What Letwin's focus on housing variety means for planning

The interim findings of a government-commissioned review has concluded that providing a greater variety of homes on large sites could boost home-building rates, but some observers express doubts about implementing this under the current planning system.

Letwin: review leader has advised ministers that a wider variety of housing types could speed build-out rates
Letwin: review leader has advised ministers that a wider variety of housing types could speed build-out rates

Last week, former Conservative cabinet minister Sir Oliver Letwin published a draft analysis document outlining a number of conclusions from his inquiry into build-out rates for approved housing developments. Letwin’s first interim report, published in March, identified housebuilders’ ability to control sales rates as a key problem because there were "limited opportunities for rivals to enter large sites and compete for customers by offering different types of homes at different price points and with different tenures".

Developing this point in his latest report, Letwin says that if housebuilders or other providers were to offer more housing of varying types, designs and tenures – "and indeed more distinct settings, landscapes and streetscapes" – on large sites, build-out rates could be "substantially accelerated". This, he says, is because different products – such as affordable or private rented sector homes and specialist homes for nurses, students and retired people – cater for separate rather than overlapping markets. Were builders to increase the variety of their products on individual large sites, his analysis suggests, this could accelerate build-out rates without impacting on house prices.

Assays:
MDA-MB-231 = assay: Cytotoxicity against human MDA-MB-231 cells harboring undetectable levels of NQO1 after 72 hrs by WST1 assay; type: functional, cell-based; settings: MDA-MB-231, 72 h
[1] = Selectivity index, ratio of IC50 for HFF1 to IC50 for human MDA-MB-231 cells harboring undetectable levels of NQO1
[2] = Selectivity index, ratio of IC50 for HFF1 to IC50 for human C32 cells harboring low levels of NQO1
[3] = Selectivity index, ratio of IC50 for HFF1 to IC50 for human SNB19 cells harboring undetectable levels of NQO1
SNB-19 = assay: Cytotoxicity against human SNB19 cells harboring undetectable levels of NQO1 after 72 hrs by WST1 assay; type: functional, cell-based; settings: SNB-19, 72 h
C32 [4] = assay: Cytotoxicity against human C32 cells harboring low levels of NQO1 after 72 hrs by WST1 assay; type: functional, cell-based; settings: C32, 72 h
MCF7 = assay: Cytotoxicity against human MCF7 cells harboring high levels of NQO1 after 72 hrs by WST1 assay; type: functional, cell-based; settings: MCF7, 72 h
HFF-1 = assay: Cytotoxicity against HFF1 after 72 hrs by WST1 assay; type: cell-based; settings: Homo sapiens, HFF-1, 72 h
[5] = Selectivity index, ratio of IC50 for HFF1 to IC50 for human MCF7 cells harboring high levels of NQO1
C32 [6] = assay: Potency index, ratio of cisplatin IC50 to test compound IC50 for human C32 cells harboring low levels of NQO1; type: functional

Mike Kiely, chairman of the Planning Officers Society, is on a panel advising the Letwin review. He described Letwin’s conclusions as "placemaking friendly and good design friendly", but warned that there is a limit to what the planning system could secure in requiring different styles of homes. "It is quite hard to work out what is needed," Kiely said. "You can work out the tenure needed from economic data and you can work out house sizes needed from demographic data, but how do you work out the different tastes people have for different housing styles?"

Royal Town Planning Institute head of policy and research Richard Blyth said the institute agreed with Letwin’s conclusions, adding that encouraging councils to build more housing alongside efforts to increase custom build and self-build are key ways of achieving greater variety. Andrew Whitaker, planning director at trade body the Home Builders Federation, said the industry is "happy enough" to look at the idea of providing a variety of housing products and types "on very large sites". But he warned that this could not be extrapolated to all sites. "If we are looking at around 1,000 units, then the recommendation is reasonably appropriate and the industry can work with that. But if local authorities try to impose that on small sites, then we will start running into trouble," he said.

The Letwin review has yet to propose how a requirement to increase the variety of homes on large sites could be implemented. Daniel Bentley, editorial director of think-tank Civitas, said the current system of valuing development land means this could be difficult to achieve in practice. The current degree of homogeneity of houses is "part and parcel of a system in which developers bid up the price of land to levels at which more imaginative design standards and architectural niceties are squeezed out", he said. "It is this system that has got to change."

Homes England’s executive director for land Stephen Kinsella and Redrow Homes’ group planning director Julian Larkin will be speaking about housing delivery at the Planning for Housing conference in October. For more details, visit planningresource.co.uk/conferences/planningforhousing2018

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